Mobile menu

Native Language declaration/proof
Thread poster: Sol

Sol  Identity Verified
United States
Local time: 12:05
Spanish to English
+ ...
Jul 19, 2004

I know this is not about "jobs", but it is, isn't it? No one is likely to contact a translator that hasn't declared the target language of the prospective job as Native, let's get real. But, what does ProZ.com consider Native? I went to declare my languages and instead of an explanation I found a big sign warning me that whatever I declare, cannot be changed later, and believe it or not! that in the future we will need to PROVE to ProZ.com that we are, in fact, Native speakers, and that THERE MIGHT BE A CHARGE for this service. I think an explanation would be nice. Will ProZ.com consider someone's "native language" the one he or she learned FIRST, or the one he or she has a HIGHER EDUCATION in, or the one he or she uses IN EVERY DAY LIFE? Shouldn't there be more than 2 options? Wouldn't a "Near-Native" choice make sense? Maybe being "Near-Native" could be proved by showing a certificate or diploma that certifies this person can translate into the language, even if his or her first word was not "daddy" but "papa". I know people who never got too far in their first language, why should they be able to get jobs into that language and not someone who has a higher education in it and uses it daily? Just my thoughts.

[Edited at 2004-07-20 19:57]


Direct link Reply with quote
 
David Brown  Identity Verified
Spain
Local time: 17:05
Spanish to English
Native Language Jul 20, 2004

In the world of translation, I would consider the native language to be that language your parents taught you, which you were educated in, and to which you can translate into comfortably(and is acceptable by your peers in that language). To say it was that which you use in everyday life might be difficult for me. I left the UK to live and work in Spain. I later married a Spanish woman, who cannot speak any English, my everyday language is Spanish as I live in a barrio in Valencia city. But, I would never consider myself native in Spanish. On a slightly diferent note, I have read many times in the Spanish press that the quality of English spoken by pupils, who have received English lessons for 8-9 years of their school lives, is less than atrocious. I believe one of the major reasons why this is, is because they are being taught by non-native English speakers.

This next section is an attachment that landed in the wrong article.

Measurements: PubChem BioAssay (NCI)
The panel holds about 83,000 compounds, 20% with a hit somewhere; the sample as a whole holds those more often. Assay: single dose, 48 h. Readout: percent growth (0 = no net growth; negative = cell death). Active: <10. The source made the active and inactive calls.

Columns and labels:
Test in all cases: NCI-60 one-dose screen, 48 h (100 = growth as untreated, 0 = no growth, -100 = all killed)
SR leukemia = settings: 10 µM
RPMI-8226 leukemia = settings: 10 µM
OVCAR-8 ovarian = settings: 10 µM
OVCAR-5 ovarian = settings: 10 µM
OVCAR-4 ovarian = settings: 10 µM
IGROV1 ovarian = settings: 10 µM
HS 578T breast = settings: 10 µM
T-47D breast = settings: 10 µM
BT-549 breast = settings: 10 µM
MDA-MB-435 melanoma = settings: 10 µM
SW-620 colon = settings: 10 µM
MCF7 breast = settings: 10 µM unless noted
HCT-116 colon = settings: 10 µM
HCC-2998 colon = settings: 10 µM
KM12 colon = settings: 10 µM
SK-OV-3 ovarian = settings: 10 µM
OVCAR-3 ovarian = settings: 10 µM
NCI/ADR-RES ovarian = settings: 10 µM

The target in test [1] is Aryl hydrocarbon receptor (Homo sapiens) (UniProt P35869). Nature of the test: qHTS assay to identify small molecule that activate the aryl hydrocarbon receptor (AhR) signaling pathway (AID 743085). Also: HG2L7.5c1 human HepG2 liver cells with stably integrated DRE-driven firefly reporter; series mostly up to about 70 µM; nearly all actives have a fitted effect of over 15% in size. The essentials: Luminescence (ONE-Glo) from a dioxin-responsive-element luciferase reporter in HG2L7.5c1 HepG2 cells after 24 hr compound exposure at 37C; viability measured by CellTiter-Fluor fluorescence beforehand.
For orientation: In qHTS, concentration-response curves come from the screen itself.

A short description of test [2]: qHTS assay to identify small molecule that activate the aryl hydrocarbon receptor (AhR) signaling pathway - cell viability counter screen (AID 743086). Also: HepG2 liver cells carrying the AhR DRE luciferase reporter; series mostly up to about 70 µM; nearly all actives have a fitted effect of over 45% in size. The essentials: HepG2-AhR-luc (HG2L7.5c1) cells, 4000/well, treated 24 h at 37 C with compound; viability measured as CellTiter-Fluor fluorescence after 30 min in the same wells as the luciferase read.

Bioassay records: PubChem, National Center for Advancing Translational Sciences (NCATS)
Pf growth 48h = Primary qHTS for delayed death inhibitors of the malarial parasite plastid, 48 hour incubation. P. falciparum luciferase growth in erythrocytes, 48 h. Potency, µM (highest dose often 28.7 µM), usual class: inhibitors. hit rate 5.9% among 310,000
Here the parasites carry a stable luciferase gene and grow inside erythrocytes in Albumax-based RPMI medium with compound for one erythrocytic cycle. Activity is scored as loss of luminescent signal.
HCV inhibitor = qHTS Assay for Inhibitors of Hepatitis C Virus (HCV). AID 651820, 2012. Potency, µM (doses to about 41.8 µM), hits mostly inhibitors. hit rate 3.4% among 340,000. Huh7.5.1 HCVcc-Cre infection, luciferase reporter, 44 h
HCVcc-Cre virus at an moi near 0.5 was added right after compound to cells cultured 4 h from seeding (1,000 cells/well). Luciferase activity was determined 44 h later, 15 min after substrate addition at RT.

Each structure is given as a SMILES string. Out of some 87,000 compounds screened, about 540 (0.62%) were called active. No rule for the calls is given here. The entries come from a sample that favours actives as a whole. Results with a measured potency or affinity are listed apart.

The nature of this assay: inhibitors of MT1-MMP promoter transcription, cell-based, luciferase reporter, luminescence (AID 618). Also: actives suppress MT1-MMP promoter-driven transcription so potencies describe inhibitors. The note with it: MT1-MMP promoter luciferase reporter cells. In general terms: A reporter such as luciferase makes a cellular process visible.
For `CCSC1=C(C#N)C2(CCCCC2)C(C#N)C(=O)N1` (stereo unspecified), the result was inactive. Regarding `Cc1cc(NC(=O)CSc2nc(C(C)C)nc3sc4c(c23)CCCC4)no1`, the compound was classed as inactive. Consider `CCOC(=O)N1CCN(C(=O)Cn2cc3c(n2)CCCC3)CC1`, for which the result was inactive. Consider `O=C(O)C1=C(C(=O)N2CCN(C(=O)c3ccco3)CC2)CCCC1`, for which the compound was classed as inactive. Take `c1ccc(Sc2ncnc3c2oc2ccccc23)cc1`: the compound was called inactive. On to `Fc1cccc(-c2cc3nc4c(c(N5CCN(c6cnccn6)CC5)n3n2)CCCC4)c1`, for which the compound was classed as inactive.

Direct link Reply with quote
 

Parrot  Identity Verified
Spain
Local time: 17:05
Member (2002)
Spanish to English
+ ...
Response Jul 20, 2004

Sol wrote:

whatever I declare, cannot be changed later


Well, you can't exactly backtrack to your childhood up to elementary school and change that.

The native language does not change. It is the second, third, etc. languages that are variable. That variability accounts for the instability that outsources would rather avoid.

and believe it or not! that in the future we will need to PROVE to ProZ that we are, in fact, Native speakers, and that THERE MIGHT BE A CHARGE for this service.


ProZ.com presumes everyone has at least ONE native language. The single one declared will not be questioned and will need no confirmation.

The declaration of a second native language will require testing. The questions to be answered by the testing are:
1.) Is that language really native?
2.) If so, is that language dominant or recessive?

One test can answer both.

Will ProZ consider someone's "native language" the one he or she learned FIRST, or the one he or she has a HIGHER EDUCATION in, or the one he or she uses IN EVERY DAY LIFE?


The one lived and learned first and the one you had the MOST BASIC EDUCATION IN or LIVED WITH YOUR FAMILY IN. Higher education is too late to count. The language you use in everyday life, if not the native language, may still present errors.

Shouldn't there be more than 2 options?


Normally, no...

On bilingualism, outsourcers are pretty understanding. Someone who declares "Spanish/Catalan" as native languages would not be questioned, as this is the normal profile of a native Catalan speaker. I'm bilingual Tagalog and no Tagalog outsourcers will question this either because statistically, it would be difficult to find a monolingual Tagalog speaker.

This is the case of French Canadians, native Galicians, Basque-French, Basque-Spanish, Russian-speaking Ukrainians, etc.. These exceptions, like the above, are present in large population groups. A test in such cases will only be expected to yield the answer to question no. 2.


Direct link Reply with quote
 

Ruxi
German to Romanian
+ ...
It is a very important matter Jul 20, 2004

Parrot is somehow right, but there is a real problem here and Sol has opened a very interesting discussion.
A native language should be the one you have been taught by your parents.
What happens with the other languages? Parrot please continue your explanation!